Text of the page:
Sports

Will N.H.L. Stars Play at the Winter Olympics?

It seemed as if everything was settled. N.H.L. players were returning to the Olympic men’s hockey tournament after missing the last Winter Games. Now, in part because of escalating Covid-19 cases across the league, there is more instability. Here are the answers to the outstanding questions, at least as far as we know; there is still a lot of uncertainty.

Are there going to be N.H.L. players at the Winter Olympics?

As of now, yes. The league and its Players’ Association struck a deal in September that allowed the stars to head to Beijing for the Games in February while the league is shut down for three weeks.

However, on Sunday the N.H.L. and the N.H.L.P.A. issued a joint statement that said they are “actively discussing the matter” of the league’s participation in the Olympics and expect to “announce a final determination in the coming days.”

The N.H.L. started participating in the Games in 1998, but had missed the 2018 Pyeongchang Olympics when an agreement could not be reached.

I noticed you said “as of now.” So is there some doubt?

Some players are definitely getting restive.

The Oilers’ Connor McDavid, one of the league’s biggest stars, told reporters this week: “I’m still a guy that’s wanting to go play in the Olympics. But we also want to make sure it’s safe for everybody and all the athletes, not just for hockey players.”

“I’d love to go and I’d love to compete, but there’s definitely a lot of things that I think a lot of us would like to see worked out and just some questions we’d like to see answered,” Auston Matthews of the Maple Leafs told The Hockey News.

“There are a number of open issues, and I know the Players’ Association has concerns about them,” Commissioner Gary Bettman said. He said the league would let the players compete “if that’s really what they want to do.”

Get Ready for the 2022 Beijing Winter Olympics

Just a few months after Tokyo, the Olympics will start again in Beijing on Feb. 4. Here is what you need to know:

  • A Guide to the Sports: From speedskating to monobob, here’s a look at every sport that will be contested at the 2022 Winter Games.
  • Diplomatic Boycott: The U.S. and several other countries will not send government officials to Beijing, protesting China’s human rights abuses.
  • Covid Preparations: China is tightening restrictions, including plans for a “closed-loop” bubble. And N.H.L. players won’t participate after all.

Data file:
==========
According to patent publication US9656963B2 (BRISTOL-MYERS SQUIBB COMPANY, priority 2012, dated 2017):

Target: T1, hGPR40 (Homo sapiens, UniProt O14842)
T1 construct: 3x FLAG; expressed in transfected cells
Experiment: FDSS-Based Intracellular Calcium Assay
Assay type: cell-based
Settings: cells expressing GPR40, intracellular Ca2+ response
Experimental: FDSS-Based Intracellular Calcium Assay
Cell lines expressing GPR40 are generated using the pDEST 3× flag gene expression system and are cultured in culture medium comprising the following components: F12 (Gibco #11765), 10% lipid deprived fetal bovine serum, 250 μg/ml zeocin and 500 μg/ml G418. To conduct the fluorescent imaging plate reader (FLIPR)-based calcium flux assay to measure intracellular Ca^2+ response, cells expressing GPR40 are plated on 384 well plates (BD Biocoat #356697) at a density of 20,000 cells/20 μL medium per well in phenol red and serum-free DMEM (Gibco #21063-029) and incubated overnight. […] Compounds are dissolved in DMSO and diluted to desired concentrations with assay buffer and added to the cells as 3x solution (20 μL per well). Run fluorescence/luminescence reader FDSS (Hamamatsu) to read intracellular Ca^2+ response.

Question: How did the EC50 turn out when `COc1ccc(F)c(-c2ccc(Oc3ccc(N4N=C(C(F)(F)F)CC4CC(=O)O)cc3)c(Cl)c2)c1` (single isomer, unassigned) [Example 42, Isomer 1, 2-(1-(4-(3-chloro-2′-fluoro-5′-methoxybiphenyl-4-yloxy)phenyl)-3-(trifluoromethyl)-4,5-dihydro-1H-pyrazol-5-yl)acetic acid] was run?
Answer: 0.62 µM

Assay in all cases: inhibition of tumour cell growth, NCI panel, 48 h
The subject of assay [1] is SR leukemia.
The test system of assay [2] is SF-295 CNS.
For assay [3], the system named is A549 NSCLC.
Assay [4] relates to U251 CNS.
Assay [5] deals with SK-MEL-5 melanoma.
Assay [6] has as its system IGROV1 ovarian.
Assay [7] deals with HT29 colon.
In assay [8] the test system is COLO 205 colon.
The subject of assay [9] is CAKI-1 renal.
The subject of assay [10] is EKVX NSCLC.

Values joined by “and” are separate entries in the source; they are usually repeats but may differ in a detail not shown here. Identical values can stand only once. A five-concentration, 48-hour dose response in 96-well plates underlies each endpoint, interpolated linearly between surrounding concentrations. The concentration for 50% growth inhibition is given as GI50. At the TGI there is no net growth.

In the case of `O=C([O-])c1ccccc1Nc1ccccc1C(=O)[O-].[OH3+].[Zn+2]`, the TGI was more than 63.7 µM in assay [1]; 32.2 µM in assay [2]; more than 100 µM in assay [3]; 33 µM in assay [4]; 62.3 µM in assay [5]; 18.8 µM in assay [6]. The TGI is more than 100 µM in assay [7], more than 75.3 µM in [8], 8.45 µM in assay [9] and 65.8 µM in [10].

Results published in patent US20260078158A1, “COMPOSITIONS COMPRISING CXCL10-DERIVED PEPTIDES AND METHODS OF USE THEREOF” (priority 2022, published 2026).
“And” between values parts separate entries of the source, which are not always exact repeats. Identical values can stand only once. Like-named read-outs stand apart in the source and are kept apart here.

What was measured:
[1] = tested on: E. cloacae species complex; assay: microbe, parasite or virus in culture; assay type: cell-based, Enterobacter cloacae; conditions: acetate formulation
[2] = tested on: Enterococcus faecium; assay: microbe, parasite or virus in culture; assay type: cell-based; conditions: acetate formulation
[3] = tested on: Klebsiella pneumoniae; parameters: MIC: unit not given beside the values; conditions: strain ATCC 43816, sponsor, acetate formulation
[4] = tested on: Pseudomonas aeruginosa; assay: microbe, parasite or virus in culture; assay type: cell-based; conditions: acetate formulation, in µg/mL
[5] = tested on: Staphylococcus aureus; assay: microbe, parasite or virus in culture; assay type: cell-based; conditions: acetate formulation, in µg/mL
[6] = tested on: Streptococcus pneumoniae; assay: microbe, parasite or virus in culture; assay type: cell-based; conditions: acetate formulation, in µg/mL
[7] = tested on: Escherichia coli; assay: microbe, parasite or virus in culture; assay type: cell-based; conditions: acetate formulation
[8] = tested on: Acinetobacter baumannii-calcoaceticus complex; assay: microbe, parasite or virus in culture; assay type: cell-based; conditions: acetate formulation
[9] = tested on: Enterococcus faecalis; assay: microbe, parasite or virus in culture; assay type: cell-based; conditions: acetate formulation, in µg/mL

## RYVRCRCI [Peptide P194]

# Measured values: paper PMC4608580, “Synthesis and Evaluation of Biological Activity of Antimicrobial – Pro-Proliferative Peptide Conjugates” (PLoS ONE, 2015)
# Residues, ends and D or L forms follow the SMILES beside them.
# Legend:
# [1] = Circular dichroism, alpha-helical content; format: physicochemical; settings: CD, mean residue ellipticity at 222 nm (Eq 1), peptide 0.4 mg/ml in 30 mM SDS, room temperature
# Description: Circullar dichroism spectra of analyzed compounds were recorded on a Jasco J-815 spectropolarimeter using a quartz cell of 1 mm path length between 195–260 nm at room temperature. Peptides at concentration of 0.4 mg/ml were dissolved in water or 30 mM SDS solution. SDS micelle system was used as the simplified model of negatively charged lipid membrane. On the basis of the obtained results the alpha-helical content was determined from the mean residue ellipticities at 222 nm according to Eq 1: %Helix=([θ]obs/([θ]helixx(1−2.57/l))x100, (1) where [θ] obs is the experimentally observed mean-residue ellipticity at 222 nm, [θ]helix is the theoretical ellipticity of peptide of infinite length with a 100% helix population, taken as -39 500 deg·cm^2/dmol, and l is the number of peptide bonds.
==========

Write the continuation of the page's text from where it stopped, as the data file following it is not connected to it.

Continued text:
• The Fashion Race: Canada partnered with Lululemon for its Olympic kit, and a Black-owned athleisure brand will outfit Team Nigeria.

“We are having discussions with the players on the long list this week regarding the upcoming Olympic Games and the protocols that will be in place,” said Jonathan Weatherdon, the director of communications for the union. The plan remains to participate in the upcoming Olympics.”

So why specifically are the players concerned?

In general, there is concern over the rise of Covid-19 cases around the world and the increase in cases among N.H.L. players.

But most of all, players expressed concern about strict quarantine rules expected to be in place at the Olympics.

“I’ve got four kids that are under the age of 3½,” Alex Pietrangelo of the Golden Knights told The Las Vegas Review-Journal. “For me to be potentially locked up there for five weeks plus the Olympics, that’s a long time being away from my family.”

“You talk about a five-week quarantine, if you’ve already been over there for a few weeks, that’s a really long time,” John Tavares of the Maple Leafs told The Hockey News. “That’s a long time. That’s a really long time.”

So what exactly are the protocols going to be?

Well, that isn’t yet clear, and that also has players and N.H.L. team owners uncertain about the right course of action.

“We’re waiting on an awful lot of information to come from the I.O.C. and the Chinese,” Donald Fehr, the players’ union’s executive director, told ESPN last week, referring to the International Olympic Committee. “We still don’t know what the Covid situation will be as we get closer.”

Under the somewhat incomplete rules that have been distributed so far, players with a positive test may need to quarantine in China for three to five weeks.